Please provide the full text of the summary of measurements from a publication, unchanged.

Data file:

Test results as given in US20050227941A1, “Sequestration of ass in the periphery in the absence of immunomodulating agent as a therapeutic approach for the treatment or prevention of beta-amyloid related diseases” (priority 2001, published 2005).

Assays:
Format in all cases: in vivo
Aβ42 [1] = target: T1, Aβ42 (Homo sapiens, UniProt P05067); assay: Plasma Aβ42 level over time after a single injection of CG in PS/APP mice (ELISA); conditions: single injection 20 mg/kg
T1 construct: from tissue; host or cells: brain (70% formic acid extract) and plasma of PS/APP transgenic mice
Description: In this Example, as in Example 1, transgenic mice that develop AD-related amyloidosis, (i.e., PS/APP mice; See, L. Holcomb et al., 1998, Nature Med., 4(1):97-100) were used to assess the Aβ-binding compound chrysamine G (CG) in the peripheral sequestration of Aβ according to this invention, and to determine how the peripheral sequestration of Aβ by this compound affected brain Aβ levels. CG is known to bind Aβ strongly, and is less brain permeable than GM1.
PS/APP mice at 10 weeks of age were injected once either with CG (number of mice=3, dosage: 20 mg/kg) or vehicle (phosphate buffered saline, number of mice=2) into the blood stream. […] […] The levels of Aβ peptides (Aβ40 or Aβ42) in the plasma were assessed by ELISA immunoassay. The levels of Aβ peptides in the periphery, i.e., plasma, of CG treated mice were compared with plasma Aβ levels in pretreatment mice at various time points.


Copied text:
Test results as given in US20050227941A1, “Sequestration of ass in the periphery in the absence of immunomodulating agent as a therapeutic approach for the treatment or prevention of beta-amyloid related diseases” (priority 2001, published 2005).

Assays:
Format in all cases: in vivo
Aβ42 [1] = target: T1, Aβ42 (Homo sapiens, UniProt P05067); assay: Plasma Aβ42 level over time after a single injection of CG in PS/APP mice (ELISA); conditions: single injection 20 mg/kg
T1 construct: from tissue; host or cells: brain (70% formic acid extract) and plasma of PS/APP transgenic mice
Description: In this Example, as in Example 1, transgenic mice that develop AD-related amyloidosis, (i.e., PS/APP mice; See, L. Holcomb et al., 1998, Nature Med., 4(1):97-100) were used to assess the Aβ-binding compound chrysamine G (CG) in the peripheral sequestration of Aβ according to this invention, and to determine how the peripheral sequestration of Aβ by this compound affected brain Aβ levels. CG is known to bind Aβ strongly, and is less brain permeable than GM1.
PS/APP mice at 10 weeks of age were injected once either with CG (number of mice=3, dosage: 20 mg/kg) or vehicle (phosphate buffered saline, number of mice=2) into the blood stream. […] […] The levels of Aβ peptides (Aβ40 or Aβ42) in the plasma were assessed by ELISA immunoassay. The levels of Aβ peptides in the periphery, i.e., plasma, of CG treated mice were compared with plasma Aβ levels in pretreatment mice at various time points.